4

It seems to me that I am getting better answers now that my rep is not too low. Perhaps I am biased and that I simply have learnt to phrase my questions properly, but I can't help notice that very low rep users tend to be told to do their homeworks.. In short, my question simply gets read, and I get advice on how to improve it. Several others have mentioned ...


4

IMO the main value of rep is so that I can give it away as bounties. Though I will admit it was a bit embarrassing when I got downvoted 11 times on apparently terrible question


3

We like to feel useful in this uncertain world. Upvotes = usefulness.


2

When I mention in my resume that I'm in the TOP 200 on Stack Overflow I expect them to at least invite me.


2

I want to improve the site. I originally wanted enough rep to be able to submit edits. Then I wanted to be able to cast downvotes and participate in fixing the review queue. Now I am working towards the coveted "golden badger hammer" in one of the tags I'm active in. I see you already received a lot of good answers, but I didn't see this aspect covered ...


2

As a freelancer / contractor, reputation on a site which is as well known and respected as SO can translate into a real competitive edge when trying to edge out others on a new project or consulting opportunity. Although personally, I would try to provide links to a handful of specific samples of my answers which demonstrate a decent understanding on a ...


2

I feel I must be missing something here You are just missing the quality time in thinking about this. Make use of the time to provide quality answers, make useful edits, improvise etc. The points? Well, if you do what I said above, you need not worry about points. You would get them anyway! NOTE : If gaining points is the ONLY goal to participate, ...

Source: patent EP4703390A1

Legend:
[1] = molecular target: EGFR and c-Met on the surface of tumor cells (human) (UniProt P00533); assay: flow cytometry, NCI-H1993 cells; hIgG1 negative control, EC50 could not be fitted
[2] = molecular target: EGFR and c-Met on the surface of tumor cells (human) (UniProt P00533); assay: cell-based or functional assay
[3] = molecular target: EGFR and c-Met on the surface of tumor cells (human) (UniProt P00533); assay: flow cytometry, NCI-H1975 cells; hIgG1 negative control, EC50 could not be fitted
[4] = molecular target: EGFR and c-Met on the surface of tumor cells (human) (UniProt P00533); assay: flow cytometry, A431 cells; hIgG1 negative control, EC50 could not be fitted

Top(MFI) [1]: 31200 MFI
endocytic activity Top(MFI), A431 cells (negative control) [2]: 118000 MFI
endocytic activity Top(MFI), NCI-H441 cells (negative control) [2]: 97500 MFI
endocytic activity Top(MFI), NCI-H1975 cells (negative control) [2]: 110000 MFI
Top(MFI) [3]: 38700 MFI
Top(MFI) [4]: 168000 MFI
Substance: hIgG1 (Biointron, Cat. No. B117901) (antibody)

1

It has a lot to do: FIRST it's a personal evaluation to know where you are know: are you still a noob that is not consider a developer yet? and still asking a basic questions and still can't give a mid-level answer? are you asking a more professional questions that can came from a real developer? are you asking a valuable questions that make a lot of ...


1

Reputation points are one proxy for validation. We all want some recognition that our thoughts and ideas resonate with others. An up-vote signals that our idea was correct to some degree. Just as responses to your question validate the question itself. (If you thought that posting your question would solicit nothing but silence, why put the effort in ...


1

No, do not downvote, just edit it.


1

Just some addition to all the great answers pointing out privileges and public display of competence and merit: SO relies heavily on sorting of questions and above all of answers by public voting. Obviously higher voted answers will be regarded with more goodwill and will be read first and probably more often. Therefore answerers care about the score and ...


1

Personally I care a bit because you need reputation to start bounties. Using SO as a development tool, there are objective benefits to rep Starting bounties on questions that are important to you Privileges on SO. I rarely use these "similar question, close request, etc." Some employees allow you to submit your SO profile, and a high rep could help you in ...


1

I agree with everything Oded said. I think also, concept of gamification. This is human behavior - we like "achievements" and "points". We enjoy the reputation and good word of peers. From the beginning, Stack Overflow included gamification. You unlock privileges and earn badges.